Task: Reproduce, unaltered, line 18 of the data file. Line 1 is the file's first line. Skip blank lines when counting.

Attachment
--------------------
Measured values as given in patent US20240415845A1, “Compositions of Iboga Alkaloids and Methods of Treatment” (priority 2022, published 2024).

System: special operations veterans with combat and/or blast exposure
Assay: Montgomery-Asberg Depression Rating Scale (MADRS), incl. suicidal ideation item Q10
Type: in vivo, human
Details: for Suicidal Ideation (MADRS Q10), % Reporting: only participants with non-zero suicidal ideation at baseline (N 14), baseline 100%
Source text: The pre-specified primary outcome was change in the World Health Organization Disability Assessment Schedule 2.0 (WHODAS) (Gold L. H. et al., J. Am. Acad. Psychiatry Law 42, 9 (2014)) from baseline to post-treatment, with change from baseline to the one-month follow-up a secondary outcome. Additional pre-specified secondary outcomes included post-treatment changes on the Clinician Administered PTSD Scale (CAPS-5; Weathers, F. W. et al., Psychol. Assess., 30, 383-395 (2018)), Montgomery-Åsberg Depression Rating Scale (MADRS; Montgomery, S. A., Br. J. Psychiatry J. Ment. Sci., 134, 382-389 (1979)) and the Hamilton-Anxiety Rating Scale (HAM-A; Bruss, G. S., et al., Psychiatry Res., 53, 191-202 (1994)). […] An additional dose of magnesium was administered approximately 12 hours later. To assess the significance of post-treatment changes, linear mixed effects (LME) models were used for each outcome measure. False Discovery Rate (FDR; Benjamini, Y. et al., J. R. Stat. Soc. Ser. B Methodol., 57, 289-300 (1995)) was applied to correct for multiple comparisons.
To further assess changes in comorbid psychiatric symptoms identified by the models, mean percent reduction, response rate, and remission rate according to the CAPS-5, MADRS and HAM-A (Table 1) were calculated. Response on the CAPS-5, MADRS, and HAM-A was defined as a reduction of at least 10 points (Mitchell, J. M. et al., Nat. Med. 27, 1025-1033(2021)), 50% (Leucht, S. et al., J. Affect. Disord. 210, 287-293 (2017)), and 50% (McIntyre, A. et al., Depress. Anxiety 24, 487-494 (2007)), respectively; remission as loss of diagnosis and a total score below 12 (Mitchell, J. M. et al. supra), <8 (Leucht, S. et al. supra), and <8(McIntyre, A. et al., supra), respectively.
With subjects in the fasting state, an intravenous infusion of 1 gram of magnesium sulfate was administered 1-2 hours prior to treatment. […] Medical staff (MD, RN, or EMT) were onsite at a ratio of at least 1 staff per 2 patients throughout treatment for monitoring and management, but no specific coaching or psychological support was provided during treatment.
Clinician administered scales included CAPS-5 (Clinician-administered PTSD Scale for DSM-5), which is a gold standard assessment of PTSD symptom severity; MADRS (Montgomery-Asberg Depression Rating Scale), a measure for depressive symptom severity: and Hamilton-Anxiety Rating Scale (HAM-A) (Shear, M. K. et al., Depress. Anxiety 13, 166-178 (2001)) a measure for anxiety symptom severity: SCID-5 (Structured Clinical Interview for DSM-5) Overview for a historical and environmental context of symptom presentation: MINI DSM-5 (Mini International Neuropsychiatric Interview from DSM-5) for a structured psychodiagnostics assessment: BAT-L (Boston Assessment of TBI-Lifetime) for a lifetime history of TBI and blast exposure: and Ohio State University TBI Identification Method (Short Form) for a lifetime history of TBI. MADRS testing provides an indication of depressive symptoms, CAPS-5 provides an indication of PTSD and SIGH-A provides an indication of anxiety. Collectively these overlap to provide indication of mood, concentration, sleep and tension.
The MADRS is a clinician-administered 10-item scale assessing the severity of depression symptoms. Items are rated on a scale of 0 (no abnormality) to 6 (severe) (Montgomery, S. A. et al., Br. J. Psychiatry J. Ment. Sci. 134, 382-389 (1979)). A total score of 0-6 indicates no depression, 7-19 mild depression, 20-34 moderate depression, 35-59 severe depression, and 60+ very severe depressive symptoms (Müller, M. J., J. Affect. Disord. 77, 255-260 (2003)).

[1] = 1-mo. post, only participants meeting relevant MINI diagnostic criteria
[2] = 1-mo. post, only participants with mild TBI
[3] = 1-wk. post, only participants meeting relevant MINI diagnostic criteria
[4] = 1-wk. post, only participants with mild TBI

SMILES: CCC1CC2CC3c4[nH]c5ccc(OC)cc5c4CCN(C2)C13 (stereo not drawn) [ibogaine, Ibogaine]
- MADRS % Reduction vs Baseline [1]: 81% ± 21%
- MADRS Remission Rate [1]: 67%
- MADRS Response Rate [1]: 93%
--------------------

- MADRS Response Rate [1]: 93%